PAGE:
Not at all. I used the adverb "cheekily" when pointing out that Owen is on the cover of a book about Baptist theology. To me that's like having a picture of Martyn Lloyd Jones on a website for Anglican Evangelicals (ahem: In the small print, the subtitle mentions comparisons with "paedobaptist federalism", so it's maybe OK to have paedos and credos on the cover together. A bit misleading when the big book title is about the distinctiveness of Baptist theology though. And not great design or marketing to my mind. But hey, at least it wasn't a sunrise or a rainbow or a dove as on so many Christian books.

To be frank, if the twitterstorm about my post is about how I used that one adverb to describe my subjective feelings about the book's cover, then I profess that seems to me like implicitly conceding my substantive points by way of tergiversation. Or, in American: "Is that the best you've got?"

6. I felt it was urgent to inform people that John Owen was a paedobaptist
Not urgent, no. But Reformation21 isn't just about the urgent and the immediate. We're trying to engage important and topical issues with humour and intelligence. I know I fail on both scores, being an utter idiot (according to one rather brutal blogger who thinks "Owen migrated toward the Baptist form of covenant theology toward the end of his life" -- ha ha ha!!! Good joke.). 

However, as I did point out in my post, the reason I wrote is that a number of people, well educated people, doctors, and a Professor of Philosophy even, have all come to me with the same basic misunderstanding, sometimes pointing to Pascal's book or that podcast as the source of the confusion. I've since had many other messages saying the same thing. So it needed saying: Owen was never a Baptist.

7. That's not the point
Well, it might not be his point. But it was one of mine. Though hopefully these folks who impugn my honour and intelligence have read beyond the title of my post to see what I actually wrote?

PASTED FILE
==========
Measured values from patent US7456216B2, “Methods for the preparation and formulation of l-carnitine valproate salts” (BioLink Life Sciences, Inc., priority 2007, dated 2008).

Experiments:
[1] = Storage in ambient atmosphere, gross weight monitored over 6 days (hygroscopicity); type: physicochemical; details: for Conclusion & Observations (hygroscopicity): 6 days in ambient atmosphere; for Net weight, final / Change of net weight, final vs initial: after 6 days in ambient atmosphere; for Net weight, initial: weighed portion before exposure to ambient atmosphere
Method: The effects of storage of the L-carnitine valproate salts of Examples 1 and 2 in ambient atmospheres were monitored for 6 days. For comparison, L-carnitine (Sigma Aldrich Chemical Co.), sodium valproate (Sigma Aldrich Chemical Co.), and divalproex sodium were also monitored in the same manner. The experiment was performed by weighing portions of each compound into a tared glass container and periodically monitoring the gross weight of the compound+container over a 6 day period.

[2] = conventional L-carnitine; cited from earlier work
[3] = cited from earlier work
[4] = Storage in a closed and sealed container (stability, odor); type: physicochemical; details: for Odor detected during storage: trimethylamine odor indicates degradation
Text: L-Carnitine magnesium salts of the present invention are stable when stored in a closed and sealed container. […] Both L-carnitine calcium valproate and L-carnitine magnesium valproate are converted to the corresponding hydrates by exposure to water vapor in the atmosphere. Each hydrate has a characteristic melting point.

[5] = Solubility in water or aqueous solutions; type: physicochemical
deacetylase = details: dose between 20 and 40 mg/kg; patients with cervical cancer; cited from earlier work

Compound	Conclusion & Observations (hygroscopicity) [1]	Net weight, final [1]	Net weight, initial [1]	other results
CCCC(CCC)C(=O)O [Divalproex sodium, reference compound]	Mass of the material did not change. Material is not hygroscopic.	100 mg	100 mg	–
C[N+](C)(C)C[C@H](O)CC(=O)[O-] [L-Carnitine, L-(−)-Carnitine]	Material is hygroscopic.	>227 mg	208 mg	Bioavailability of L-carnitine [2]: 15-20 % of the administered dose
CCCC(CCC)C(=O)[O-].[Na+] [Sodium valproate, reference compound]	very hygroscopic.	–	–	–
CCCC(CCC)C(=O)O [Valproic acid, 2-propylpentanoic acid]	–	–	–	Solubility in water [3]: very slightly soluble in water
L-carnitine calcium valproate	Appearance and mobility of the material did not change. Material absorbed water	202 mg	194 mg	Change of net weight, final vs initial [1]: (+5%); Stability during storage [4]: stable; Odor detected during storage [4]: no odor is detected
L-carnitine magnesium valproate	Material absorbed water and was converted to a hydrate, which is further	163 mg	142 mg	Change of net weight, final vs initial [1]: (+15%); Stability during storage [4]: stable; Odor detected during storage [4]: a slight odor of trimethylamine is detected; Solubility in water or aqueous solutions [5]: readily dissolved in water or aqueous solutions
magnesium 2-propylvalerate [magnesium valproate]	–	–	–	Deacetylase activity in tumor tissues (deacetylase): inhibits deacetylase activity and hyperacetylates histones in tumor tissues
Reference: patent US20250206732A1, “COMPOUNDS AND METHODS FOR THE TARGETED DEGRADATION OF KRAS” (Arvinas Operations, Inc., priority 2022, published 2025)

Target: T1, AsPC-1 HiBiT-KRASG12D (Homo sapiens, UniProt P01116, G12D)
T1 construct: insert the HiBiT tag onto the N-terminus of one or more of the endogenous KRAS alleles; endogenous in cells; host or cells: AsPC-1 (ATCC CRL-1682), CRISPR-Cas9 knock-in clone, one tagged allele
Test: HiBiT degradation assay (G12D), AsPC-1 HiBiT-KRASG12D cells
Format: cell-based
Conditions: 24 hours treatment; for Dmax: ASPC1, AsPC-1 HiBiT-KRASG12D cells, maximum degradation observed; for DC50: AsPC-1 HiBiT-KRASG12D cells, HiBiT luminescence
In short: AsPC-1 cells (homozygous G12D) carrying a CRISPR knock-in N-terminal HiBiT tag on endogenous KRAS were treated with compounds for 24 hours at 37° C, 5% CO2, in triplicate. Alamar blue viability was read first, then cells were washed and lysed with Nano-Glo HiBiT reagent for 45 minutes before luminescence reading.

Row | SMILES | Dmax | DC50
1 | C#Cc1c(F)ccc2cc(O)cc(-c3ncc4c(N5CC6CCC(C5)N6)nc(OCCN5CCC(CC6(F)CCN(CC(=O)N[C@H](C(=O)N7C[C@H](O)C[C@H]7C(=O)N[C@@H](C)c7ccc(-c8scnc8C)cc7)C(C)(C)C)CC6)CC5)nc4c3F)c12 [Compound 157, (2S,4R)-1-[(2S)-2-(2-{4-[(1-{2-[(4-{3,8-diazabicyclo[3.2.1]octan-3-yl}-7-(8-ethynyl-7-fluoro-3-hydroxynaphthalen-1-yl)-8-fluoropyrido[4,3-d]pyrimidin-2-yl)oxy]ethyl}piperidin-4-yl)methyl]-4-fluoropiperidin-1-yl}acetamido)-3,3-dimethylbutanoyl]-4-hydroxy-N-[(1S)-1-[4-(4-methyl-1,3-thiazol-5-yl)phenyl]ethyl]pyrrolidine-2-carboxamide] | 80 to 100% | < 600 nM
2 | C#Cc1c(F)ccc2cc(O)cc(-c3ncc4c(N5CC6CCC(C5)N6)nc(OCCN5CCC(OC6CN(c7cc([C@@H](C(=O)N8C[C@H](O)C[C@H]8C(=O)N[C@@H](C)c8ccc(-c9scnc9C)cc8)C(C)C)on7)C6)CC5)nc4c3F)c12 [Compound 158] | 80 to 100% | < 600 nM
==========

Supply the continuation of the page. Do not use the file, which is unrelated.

Pascal tells me on Twitter that his point is about Owen's covenant theology (CT):

@pascaldenault: @LeeGatiss We all know Owen was never a Baptist, we only affirm that his CT fits perfectly ours

Fine. I know you know he wasn't a Baptist really. My point is that you're not always giving that impression -- that podcast interview is one notorious instance. And importantly, as I said, "Owen unwaveringly believes that his covenant theology supports promotes, and demands infant baptism." He thinks denying infant baptism is to dishonour Christ.

But that's "more or less identical" as our brutal blogger puts it, to having a covenant theology that completely denies infant baptism, isn't it?  Erm... awkward...

Owen used covenant theology in his tract On Infant Baptism to teach infant baptism. All the quotes I gave from all over his Hebrews commentary also derive infant baptism directly from his covenant theology. So Owen's theology cannot be said to "perfectly fit" an anti-paedobaptist covenant theology. Unless in French "perfectly fit" means "looks very different in practice and denies things which Owen held dear and explicitly linked to his own covenant theology." My French isn't great though, so maybe it does.

8. Quoting lots of passages from Owen where he affirms infant baptism is not the point